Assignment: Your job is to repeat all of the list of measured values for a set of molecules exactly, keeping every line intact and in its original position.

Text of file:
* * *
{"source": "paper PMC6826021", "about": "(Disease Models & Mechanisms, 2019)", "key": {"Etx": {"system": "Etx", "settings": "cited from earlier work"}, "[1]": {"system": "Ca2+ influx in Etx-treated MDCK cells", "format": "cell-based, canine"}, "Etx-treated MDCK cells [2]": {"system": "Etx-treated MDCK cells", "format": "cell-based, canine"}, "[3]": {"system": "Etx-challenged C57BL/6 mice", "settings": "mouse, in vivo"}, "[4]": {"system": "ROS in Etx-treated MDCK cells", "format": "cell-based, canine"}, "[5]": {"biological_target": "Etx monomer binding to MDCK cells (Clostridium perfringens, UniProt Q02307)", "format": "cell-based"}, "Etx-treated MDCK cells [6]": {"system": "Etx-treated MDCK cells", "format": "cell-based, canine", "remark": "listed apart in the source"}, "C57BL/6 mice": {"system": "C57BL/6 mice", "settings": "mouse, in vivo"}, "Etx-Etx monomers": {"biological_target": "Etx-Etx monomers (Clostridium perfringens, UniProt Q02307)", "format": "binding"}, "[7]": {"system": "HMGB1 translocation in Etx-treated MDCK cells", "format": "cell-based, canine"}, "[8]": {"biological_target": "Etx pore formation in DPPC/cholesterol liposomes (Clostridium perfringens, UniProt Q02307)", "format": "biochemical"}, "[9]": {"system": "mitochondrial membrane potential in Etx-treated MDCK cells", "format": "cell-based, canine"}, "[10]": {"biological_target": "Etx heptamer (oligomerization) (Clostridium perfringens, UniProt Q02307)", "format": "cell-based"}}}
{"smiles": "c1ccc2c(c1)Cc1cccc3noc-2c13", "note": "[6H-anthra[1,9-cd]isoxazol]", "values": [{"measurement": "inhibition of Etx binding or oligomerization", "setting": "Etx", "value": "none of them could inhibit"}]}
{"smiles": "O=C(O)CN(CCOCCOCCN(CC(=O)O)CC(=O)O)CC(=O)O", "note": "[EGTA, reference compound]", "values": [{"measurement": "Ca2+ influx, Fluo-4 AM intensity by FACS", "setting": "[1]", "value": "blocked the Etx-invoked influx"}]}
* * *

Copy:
{"source": "paper PMC6826021", "about": "(Disease Models & Mechanisms, 2019)", "key": {"Etx": {"system": "Etx", "settings": "cited from earlier work"}, "[1]": {"system": "Ca2+ influx in Etx-treated MDCK cells", "format": "cell-based, canine"}, "Etx-treated MDCK cells [2]": {"system": "Etx-treated MDCK cells", "format": "cell-based, canine"}, "[3]": {"system": "Etx-challenged C57BL/6 mice", "settings": "mouse, in vivo"}, "[4]": {"system": "ROS in Etx-treated MDCK cells", "format": "cell-based, canine"}, "[5]": {"biological_target": "Etx monomer binding to MDCK cells (Clostridium perfringens, UniProt Q02307)", "format": "cell-based"}, "Etx-treated MDCK cells [6]": {"system": "Etx-treated MDCK cells", "format": "cell-based, canine", "remark": "listed apart in the source"}, "C57BL/6 mice": {"system": "C57BL/6 mice", "settings": "mouse, in vivo"}, "Etx-Etx monomers": {"biological_target": "Etx-Etx monomers (Clostridium perfringens, UniProt Q02307)", "format": "binding"}, "[7]": {"system": "HMGB1 translocation in Etx-treated MDCK cells", "format": "cell-based, canine"}, "[8]": {"biological_target": "Etx pore formation in DPPC/cholesterol liposomes (Clostridium perfringens, UniProt Q02307)", "format": "biochemical"}, "[9]": {"system": "mitochondrial membrane potential in Etx-treated MDCK cells", "format": "cell-based, canine"}, "[10]": {"biological_target": "Etx heptamer (oligomerization) (Clostridium perfringens, UniProt Q02307)", "format": "cell-based"}}}
{"smiles": "c1ccc2c(c1)Cc1cccc3noc-2c13", "note": "[6H-anthra[1,9-cd]isoxazol]", "values": [{"measurement": "inhibition of Etx binding or oligomerization", "setting": "Etx", "value": "none of them could inhibit"}]}
{"smiles": "O=C(O)CN(CCOCCOCCN(CC(=O)O)CC(=O)O)CC(=O)O", "note": "[EGTA, reference compound]", "values": [{"measurement": "Ca2+ influx, Fluo-4 AM intensity by FACS", "setting": "[1]", "value": "blocked the Etx-invoked influx"}]}